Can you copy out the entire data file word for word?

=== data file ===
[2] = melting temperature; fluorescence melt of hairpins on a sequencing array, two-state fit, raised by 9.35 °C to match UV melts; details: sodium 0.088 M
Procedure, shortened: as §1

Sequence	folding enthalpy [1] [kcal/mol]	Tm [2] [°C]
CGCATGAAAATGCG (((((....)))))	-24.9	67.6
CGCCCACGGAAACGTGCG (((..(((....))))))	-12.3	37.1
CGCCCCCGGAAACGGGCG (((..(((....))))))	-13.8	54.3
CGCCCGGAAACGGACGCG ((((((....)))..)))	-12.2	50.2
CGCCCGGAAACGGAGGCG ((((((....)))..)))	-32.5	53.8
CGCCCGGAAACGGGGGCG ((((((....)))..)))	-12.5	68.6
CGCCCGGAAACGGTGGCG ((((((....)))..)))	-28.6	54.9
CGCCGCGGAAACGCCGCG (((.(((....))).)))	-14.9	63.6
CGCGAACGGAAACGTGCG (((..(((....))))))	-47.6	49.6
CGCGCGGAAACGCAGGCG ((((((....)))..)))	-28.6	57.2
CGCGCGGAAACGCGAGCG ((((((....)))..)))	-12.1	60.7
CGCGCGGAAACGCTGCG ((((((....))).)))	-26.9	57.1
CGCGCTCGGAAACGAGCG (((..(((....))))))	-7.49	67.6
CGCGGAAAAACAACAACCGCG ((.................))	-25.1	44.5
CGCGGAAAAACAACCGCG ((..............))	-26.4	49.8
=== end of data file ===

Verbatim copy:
[2] = melting temperature; fluorescence melt of hairpins on a sequencing array, two-state fit, raised by 9.35 °C to match UV melts; details: sodium 0.088 M
Procedure, shortened: as §1

Sequence	folding enthalpy [1] [kcal/mol]	Tm [2] [°C]
CGCATGAAAATGCG (((((....)))))	-24.9	67.6
CGCCCACGGAAACGTGCG (((..(((....))))))	-12.3	37.1
CGCCCCCGGAAACGGGCG (((..(((....))))))	-13.8	54.3
CGCCCGGAAACGGACGCG ((((((....)))..)))	-12.2	50.2
CGCCCGGAAACGGAGGCG ((((((....)))..)))	-32.5	53.8
CGCCCGGAAACGGGGGCG ((((((....)))..)))	-12.5	68.6
CGCCCGGAAACGGTGGCG ((((((....)))..)))	-28.6	54.9
CGCCGCGGAAACGCCGCG (((.(((....))).)))	-14.9	63.6
CGCGAACGGAAACGTGCG (((..(((....))))))	-47.6	49.6
CGCGCGGAAACGCAGGCG ((((((....)))..)))	-28.6	57.2
CGCGCGGAAACGCGAGCG ((((((....)))..)))	-12.1	60.7
CGCGCGGAAACGCTGCG ((((((....))).)))	-26.9	57.1
CGCGCTCGGAAACGAGCG (((..(((....))))))	-7.49	67.6
CGCGGAAAAACAACAACCGCG ((.................))	-25.1	44.5
CGCGGAAAAACAACCGCG ((..............))	-26.4	49.8